“If Indo-Pak relations improve, Pakistan can devote more attention as well as military resources to fighting the extremists in the tribal areas. This also reduces the scope for the Punjab-based militant groups to mobilize support by playing up India’s strident disposition towards Pakistan. According to Dr. Rizvi, “Improved India-Pakistan relations will help to fight terrorism.”
This material does not reflect the views of the Jinnah Institute, its Board of Governors, Board of Advisors or the President.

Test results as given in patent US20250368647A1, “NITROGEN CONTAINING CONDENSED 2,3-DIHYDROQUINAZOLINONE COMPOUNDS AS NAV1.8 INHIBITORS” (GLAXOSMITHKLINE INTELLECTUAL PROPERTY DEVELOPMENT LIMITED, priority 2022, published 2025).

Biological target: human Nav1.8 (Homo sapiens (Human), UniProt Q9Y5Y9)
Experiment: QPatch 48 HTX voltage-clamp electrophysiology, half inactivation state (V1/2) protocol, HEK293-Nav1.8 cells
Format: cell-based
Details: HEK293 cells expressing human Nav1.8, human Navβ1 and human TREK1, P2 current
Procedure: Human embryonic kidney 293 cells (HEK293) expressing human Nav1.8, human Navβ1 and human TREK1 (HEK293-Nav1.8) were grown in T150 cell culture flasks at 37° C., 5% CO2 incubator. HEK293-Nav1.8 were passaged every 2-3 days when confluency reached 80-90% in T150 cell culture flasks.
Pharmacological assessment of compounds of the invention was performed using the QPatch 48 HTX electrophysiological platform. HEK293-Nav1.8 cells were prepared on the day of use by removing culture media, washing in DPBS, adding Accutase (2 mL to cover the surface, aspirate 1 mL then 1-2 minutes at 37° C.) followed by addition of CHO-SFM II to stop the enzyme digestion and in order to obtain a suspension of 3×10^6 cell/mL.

This material may not be copied, reproduced or transmitted in whole or in part without attribution to the Jinnah Institute (JI). JI publishes original research, analysis, policy briefs and other communications on a regular basis; the views expressed in these publications are those of the authors alone. Unless noted otherwise, all material is property of the Institute. Material copywritten to JI: Copyright © 2010 Jinnah Institute Pakistan under international copyright law.